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Arts & Entertainment

After years of rough business, Nintendo hopes for a Switch




Nintendo's next console: The Nintendo Switch
Nintendo's next console: The Nintendo Switch

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Even if you've never picked up a video game controller before, you're probably familiar with Nintendo.

But while the company has released iconic games, sales have lately been in dire straits.

Nintendo's current console, the Wii U, failed to resonate on a large scale with consumers. 

But that could all change with the reveal of their new system, the Nintendo Switch.

Nintendo Switch reveal trailer

To find out if this could turn things around for the House that Mario Built, Take Two's Libby Denkmann spoke with Michael Pachter, a research analyst with Wedbush Securities.

On why major developers, including those in Southern California didn't want to make games for the Wii U

"The truth is that Nintendo's a difficult company to work with. They're nice people and I think they try to be friendly. But they tend to favor their own software and the other manufacturers, Sony and Microsoft, tend to really promote the third party software. If you're a gamer and you're considering buying a new console and you have three choices, you kind of assume as a give that any console you buy will have FIFA or Call of Duty. If it doesn't have those games, it's harder to make that purchase decision and that's what happened with the Wii U."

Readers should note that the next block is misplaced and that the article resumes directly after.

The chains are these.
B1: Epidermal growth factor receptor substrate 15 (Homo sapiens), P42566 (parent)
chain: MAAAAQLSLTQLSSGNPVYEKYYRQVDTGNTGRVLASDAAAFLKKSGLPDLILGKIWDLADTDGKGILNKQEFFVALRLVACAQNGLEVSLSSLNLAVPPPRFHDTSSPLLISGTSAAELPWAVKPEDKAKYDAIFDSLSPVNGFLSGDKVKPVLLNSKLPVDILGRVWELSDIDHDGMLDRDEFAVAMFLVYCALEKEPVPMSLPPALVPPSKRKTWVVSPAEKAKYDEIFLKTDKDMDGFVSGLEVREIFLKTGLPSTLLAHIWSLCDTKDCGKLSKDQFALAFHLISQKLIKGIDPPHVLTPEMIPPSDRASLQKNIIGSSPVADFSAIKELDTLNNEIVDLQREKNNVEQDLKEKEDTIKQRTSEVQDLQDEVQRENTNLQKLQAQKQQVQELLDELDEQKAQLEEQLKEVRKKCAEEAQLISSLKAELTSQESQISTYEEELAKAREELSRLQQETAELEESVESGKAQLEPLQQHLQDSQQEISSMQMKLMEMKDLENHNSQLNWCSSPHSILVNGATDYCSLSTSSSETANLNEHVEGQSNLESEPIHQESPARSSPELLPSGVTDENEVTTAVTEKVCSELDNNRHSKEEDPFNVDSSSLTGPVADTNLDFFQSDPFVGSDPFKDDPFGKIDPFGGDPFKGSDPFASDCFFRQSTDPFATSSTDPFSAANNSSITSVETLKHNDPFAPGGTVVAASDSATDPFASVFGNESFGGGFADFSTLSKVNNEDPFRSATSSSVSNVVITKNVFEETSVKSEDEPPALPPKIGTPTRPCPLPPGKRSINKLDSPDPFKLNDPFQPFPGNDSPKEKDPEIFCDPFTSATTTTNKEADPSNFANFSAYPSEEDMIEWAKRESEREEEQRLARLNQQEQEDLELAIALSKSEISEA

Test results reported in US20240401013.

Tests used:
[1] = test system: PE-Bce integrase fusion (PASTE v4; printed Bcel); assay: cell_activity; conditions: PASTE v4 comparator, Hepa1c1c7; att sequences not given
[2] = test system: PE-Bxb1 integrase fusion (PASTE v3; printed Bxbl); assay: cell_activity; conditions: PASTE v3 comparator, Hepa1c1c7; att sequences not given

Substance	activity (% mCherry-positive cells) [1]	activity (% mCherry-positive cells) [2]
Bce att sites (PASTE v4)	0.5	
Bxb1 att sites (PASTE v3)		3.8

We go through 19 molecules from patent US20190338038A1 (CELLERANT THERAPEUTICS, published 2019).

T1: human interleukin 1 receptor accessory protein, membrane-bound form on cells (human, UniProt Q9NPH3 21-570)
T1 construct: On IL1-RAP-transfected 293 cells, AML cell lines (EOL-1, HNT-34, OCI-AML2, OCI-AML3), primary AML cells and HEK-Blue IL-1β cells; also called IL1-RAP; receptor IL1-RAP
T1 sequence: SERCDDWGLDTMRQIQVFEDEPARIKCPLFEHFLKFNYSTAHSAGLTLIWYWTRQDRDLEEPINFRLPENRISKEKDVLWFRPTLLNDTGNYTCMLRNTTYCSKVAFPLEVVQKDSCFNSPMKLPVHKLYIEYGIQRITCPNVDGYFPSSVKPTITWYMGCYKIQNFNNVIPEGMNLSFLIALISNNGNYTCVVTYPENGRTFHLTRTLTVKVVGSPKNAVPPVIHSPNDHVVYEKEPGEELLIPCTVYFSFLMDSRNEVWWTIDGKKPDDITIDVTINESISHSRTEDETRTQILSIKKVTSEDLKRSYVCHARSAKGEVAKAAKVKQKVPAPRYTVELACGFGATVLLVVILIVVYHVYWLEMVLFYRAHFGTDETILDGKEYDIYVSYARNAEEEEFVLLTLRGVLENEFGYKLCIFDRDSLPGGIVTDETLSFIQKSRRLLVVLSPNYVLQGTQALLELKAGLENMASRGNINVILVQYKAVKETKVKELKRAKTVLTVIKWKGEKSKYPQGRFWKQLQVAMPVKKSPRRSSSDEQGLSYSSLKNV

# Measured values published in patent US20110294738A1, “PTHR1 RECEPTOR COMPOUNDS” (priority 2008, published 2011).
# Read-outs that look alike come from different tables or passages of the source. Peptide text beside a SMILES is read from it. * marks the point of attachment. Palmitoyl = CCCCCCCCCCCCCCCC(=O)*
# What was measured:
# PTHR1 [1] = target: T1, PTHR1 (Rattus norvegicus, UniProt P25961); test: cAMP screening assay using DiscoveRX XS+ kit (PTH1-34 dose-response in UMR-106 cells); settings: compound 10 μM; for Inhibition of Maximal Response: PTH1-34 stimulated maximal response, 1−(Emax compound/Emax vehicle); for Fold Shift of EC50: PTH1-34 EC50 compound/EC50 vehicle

On why Nintendo's struggled so much in recent years despite being the "Disney of video-games"

"I think it's like buying a product if the only content you could get was Disney. You wouldn't buy a TV. Even though Disney is as good as it gets in terms of creating content so that's really what happened with the Wii U. The only real worthwhile content was Nintendo."

On how he'd describe the Nintendo Switch

"I'd describe it as the best handheld ever made and possibly a competitive console. It's a handheld that has a controller built in so that either side of the tablet has a conventional game controller. Then the tablet can be docked and once it's docked into a docking station, the image is on the television. Then either the existing controller or an after market controller controls the gameplay, so it looks like the best of both worlds."

On whether or not this might turn things around for the company

"I actually love the way it looks. This had leaked out a few months ago and I thought it sounded stupid. And then when I saw it, I thought it looked really cool. So I'm excited to have one and I'm excited to have Nintendo content again. I just hope that they price it right and they have specs that are competitive so that they'll have third party support."

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